The difference between the value of a country's exports and its imports is known as the trade balance. If a country's value of exports is greater than its imports, this creates a trade surplus, ie the country is making money from trade. If a country's value of exports is less than its imports, this creates a trade deficit the country is not making money from trade and is inevitably in debt.
Usually, developed countries have a trade surplus and developing countries have a trade deficit.
Developed countries have a high standard of living and (usually) a large GDP or Gross Domestic Product, the total market value of all goods and services produced in a country in a given year. Developing countries have a low standard of living and (usually) a much lower GDP.
In general, developed countries export valuable manufactured goods such as electronics and cars and import cheaper primary products such as tea and coffee. In developing countries the opposite is true. This means that added to their existing debts, it gives them little purchasing power and they remain in poverty.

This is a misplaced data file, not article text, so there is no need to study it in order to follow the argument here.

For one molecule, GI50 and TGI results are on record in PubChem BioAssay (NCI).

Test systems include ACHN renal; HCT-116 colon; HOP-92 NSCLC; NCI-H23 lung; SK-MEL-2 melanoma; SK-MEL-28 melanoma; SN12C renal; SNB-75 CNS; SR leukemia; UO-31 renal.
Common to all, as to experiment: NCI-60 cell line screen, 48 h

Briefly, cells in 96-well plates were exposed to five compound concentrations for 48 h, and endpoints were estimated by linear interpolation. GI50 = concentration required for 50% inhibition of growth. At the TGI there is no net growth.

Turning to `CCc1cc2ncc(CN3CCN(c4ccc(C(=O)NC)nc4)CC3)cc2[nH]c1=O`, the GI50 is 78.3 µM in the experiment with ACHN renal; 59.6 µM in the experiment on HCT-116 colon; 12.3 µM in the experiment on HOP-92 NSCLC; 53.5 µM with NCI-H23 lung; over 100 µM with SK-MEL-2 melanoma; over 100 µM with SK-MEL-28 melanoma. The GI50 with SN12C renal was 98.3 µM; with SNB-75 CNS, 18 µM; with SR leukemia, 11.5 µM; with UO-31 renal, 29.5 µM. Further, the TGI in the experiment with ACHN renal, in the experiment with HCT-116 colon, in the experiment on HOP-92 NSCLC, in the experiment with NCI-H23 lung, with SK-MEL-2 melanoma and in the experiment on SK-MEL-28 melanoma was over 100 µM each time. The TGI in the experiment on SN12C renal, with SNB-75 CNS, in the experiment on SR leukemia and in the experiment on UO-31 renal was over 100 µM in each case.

The price of primary products fluctuates on the world market which means that workers and producers in developing countries lose out when the price drops. The price of manufactured goods is steadier which means that developed countries always benefit.
A trade surplus allows a country's economy to grow, while a trade deficit makes a country poorer. Increasing trade and reducing their balance of trade deficit is essential for the development of a country. However, sometimes developed countries impose tariffs and quotas.
Tariffs are taxes imposed on imports, which make foreign goods more expensive to the consumer. Quotas are limits on the amount of goods imported and usually work in favour of developed countries.
Interdependence between countries means that they are dependent on one another in some way. For example, many developing countries are dependent on developed countries for manufactured goods or aid. Developed countries are dependent on developing countries for primary products, eg bananas.
Tourists travelling to developing countries can also provide an important source of income. In return, these tourists benefit from their hospitality, such as enjoying local cuisine.